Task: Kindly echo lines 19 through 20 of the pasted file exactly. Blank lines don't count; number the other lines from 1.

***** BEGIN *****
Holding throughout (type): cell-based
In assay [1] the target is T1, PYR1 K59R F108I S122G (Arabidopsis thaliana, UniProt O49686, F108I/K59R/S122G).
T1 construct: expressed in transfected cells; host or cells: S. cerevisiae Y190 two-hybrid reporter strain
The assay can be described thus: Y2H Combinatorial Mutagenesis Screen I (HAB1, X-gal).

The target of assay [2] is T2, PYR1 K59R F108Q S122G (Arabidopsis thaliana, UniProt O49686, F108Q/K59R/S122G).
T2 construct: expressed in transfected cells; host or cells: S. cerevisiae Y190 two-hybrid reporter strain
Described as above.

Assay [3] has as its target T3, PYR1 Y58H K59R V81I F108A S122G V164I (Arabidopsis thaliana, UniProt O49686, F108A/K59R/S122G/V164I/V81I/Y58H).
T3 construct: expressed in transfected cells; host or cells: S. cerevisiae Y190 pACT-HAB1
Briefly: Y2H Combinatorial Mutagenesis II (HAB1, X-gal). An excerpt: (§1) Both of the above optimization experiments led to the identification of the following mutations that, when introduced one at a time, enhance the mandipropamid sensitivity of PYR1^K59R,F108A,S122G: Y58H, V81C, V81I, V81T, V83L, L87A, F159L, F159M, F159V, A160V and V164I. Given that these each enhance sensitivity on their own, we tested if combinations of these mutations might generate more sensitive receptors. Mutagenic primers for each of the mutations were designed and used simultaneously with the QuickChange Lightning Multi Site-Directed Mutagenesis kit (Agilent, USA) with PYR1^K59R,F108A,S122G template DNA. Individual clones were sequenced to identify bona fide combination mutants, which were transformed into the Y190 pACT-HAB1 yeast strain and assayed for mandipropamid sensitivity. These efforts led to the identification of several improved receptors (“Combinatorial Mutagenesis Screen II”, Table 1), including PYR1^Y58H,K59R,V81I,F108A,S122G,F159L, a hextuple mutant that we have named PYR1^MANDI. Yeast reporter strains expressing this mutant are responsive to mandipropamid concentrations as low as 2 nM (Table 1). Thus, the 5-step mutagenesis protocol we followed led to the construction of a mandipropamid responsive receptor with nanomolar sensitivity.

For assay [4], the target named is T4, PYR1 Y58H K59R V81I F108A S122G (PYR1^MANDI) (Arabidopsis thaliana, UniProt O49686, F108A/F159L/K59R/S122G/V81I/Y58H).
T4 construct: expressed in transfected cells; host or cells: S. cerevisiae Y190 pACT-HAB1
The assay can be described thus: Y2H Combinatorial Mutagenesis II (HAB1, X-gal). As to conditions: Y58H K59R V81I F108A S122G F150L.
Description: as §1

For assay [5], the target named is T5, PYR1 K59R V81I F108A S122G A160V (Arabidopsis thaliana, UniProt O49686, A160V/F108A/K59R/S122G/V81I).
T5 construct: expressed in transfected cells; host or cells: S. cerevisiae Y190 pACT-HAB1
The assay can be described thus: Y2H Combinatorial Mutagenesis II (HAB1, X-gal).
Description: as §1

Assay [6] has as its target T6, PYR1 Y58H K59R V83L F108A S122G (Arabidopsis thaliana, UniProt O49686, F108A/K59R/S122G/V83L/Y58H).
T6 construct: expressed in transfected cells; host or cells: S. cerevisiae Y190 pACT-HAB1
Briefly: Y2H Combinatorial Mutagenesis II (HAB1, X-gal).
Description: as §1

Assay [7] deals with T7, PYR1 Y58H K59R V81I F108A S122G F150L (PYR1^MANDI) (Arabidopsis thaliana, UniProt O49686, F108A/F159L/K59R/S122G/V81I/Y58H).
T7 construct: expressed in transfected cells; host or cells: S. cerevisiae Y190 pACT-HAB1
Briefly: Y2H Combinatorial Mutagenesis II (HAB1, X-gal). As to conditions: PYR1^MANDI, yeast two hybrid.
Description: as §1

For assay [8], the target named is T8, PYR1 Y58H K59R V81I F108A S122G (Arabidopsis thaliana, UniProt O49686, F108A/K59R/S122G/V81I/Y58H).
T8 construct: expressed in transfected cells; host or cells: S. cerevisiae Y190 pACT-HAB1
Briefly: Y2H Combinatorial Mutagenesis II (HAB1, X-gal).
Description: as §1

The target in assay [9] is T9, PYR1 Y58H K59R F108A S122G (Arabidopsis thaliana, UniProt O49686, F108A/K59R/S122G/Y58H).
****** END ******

Assay [6] has as its target T6, PYR1 Y58H K59R V83L F108A S122G (Arabidopsis thaliana, UniProt O49686, F108A/K59R/S122G/V83L/Y58H).
T6 construct: expressed in transfected cells; host or cells: S. cerevisiae Y190 pACT-HAB1